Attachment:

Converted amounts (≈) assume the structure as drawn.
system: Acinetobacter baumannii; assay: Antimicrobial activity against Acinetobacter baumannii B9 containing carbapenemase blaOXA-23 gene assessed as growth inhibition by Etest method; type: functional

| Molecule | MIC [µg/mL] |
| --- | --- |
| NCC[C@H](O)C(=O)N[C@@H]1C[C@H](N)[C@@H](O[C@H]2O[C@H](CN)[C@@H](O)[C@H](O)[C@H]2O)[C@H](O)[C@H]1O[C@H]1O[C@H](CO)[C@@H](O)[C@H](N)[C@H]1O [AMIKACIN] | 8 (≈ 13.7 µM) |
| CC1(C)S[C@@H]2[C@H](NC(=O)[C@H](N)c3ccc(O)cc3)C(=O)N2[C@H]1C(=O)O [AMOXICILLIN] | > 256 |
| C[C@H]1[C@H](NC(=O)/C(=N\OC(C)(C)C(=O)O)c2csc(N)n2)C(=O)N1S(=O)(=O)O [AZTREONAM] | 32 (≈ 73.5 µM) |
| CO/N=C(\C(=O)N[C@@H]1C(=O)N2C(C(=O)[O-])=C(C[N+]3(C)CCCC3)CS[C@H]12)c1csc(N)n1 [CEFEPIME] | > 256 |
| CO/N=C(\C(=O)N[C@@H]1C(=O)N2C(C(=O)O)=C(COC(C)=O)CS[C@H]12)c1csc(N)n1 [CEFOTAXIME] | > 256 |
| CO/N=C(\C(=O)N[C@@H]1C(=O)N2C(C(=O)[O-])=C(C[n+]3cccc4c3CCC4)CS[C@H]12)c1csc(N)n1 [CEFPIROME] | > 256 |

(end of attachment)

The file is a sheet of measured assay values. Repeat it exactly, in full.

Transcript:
Converted amounts (≈) assume the structure as drawn.
system: Acinetobacter baumannii; assay: Antimicrobial activity against Acinetobacter baumannii B9 containing carbapenemase blaOXA-23 gene assessed as growth inhibition by Etest method; type: functional

| Molecule | MIC [µg/mL] |
| --- | --- |
| NCC[C@H](O)C(=O)N[C@@H]1C[C@H](N)[C@@H](O[C@H]2O[C@H](CN)[C@@H](O)[C@H](O)[C@H]2O)[C@H](O)[C@H]1O[C@H]1O[C@H](CO)[C@@H](O)[C@H](N)[C@H]1O [AMIKACIN] | 8 (≈ 13.7 µM) |
| CC1(C)S[C@@H]2[C@H](NC(=O)[C@H](N)c3ccc(O)cc3)C(=O)N2[C@H]1C(=O)O [AMOXICILLIN] | > 256 |
| C[C@H]1[C@H](NC(=O)/C(=N\OC(C)(C)C(=O)O)c2csc(N)n2)C(=O)N1S(=O)(=O)O [AZTREONAM] | 32 (≈ 73.5 µM) |
| CO/N=C(\C(=O)N[C@@H]1C(=O)N2C(C(=O)[O-])=C(C[N+]3(C)CCCC3)CS[C@H]12)c1csc(N)n1 [CEFEPIME] | > 256 |
| CO/N=C(\C(=O)N[C@@H]1C(=O)N2C(C(=O)O)=C(COC(C)=O)CS[C@H]12)c1csc(N)n1 [CEFOTAXIME] | > 256 |
| CO/N=C(\C(=O)N[C@@H]1C(=O)N2C(C(=O)[O-])=C(C[n+]3cccc4c3CCC4)CS[C@H]12)c1csc(N)n1 [CEFPIROME] | > 256 |